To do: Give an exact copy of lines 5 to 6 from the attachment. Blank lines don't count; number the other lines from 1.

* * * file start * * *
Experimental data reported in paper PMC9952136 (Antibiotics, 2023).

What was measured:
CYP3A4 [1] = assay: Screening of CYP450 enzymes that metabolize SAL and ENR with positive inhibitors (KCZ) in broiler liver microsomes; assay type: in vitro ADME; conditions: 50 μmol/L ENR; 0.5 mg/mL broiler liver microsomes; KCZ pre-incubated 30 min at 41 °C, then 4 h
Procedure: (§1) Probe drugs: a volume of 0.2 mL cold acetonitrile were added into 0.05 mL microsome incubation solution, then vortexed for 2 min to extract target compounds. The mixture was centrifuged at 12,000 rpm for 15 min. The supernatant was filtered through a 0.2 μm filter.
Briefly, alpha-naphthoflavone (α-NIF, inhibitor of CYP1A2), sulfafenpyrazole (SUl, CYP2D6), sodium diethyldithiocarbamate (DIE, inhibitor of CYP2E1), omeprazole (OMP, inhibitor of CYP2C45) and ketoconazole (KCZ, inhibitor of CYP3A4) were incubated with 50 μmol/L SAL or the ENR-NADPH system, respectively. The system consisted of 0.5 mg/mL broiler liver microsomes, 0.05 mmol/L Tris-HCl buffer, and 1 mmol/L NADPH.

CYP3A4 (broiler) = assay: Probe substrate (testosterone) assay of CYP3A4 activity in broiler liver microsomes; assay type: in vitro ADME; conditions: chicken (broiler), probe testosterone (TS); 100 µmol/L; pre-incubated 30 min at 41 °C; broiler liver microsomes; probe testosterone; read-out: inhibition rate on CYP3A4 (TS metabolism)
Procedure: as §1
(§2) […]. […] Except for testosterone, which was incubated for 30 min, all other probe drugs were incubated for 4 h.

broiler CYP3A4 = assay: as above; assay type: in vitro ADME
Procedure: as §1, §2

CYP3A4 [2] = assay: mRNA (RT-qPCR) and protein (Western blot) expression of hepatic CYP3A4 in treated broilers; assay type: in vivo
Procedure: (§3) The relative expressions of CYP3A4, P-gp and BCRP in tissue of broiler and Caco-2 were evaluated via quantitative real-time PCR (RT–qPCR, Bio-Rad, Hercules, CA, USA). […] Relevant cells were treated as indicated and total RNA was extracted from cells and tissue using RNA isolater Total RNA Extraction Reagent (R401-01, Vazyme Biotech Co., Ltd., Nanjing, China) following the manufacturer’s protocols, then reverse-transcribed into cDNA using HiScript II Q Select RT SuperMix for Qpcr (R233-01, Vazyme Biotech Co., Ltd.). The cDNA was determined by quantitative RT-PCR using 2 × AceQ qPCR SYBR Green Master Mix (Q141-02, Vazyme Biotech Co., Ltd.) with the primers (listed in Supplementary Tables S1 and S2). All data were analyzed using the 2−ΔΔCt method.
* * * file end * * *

Briefly, alpha-naphthoflavone (α-NIF, inhibitor of CYP1A2), sulfafenpyrazole (SUl, CYP2D6), sodium diethyldithiocarbamate (DIE, inhibitor of CYP2E1), omeprazole (OMP, inhibitor of CYP2C45) and ketoconazole (KCZ, inhibitor of CYP3A4) were incubated with 50 μmol/L SAL or the ENR-NADPH system, respectively. The system consisted of 0.5 mg/mL broiler liver microsomes, 0.05 mmol/L Tris-HCl buffer, and 1 mmol/L NADPH.

CYP3A4 (broiler) = assay: Probe substrate (testosterone) assay of CYP3A4 activity in broiler liver microsomes; assay type: in vitro ADME; conditions: chicken (broiler), probe testosterone (TS); 100 µmol/L; pre-incubated 30 min at 41 °C; broiler liver microsomes; probe testosterone; read-out: inhibition rate on CYP3A4 (TS metabolism)